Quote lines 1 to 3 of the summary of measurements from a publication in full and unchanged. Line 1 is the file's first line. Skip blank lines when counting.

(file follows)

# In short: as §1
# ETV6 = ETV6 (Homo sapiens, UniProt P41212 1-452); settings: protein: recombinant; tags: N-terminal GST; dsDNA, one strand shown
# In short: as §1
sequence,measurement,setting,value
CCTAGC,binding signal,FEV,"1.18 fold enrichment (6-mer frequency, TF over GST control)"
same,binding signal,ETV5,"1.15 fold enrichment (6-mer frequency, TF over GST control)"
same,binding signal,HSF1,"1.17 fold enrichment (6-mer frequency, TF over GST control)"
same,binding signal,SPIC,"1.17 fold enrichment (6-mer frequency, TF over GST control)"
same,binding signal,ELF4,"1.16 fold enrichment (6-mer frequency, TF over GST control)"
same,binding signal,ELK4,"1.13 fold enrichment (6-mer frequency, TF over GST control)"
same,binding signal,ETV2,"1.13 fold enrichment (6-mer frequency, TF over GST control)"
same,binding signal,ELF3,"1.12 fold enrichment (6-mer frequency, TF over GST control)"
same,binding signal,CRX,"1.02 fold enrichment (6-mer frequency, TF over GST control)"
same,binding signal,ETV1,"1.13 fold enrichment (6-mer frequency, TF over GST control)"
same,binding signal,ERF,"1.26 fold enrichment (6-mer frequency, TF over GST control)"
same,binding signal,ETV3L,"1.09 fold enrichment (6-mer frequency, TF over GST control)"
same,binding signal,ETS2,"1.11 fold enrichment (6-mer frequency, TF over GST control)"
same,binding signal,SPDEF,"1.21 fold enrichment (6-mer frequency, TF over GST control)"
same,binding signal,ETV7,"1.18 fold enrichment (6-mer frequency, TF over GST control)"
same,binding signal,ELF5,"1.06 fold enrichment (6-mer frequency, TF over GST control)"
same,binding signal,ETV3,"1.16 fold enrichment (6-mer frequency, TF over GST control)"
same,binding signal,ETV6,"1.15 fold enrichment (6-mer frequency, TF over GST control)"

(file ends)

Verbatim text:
# In short: as §1
# ETV6 = ETV6 (Homo sapiens, UniProt P41212 1-452); settings: protein: recombinant; tags: N-terminal GST; dsDNA, one strand shown
# In short: as §1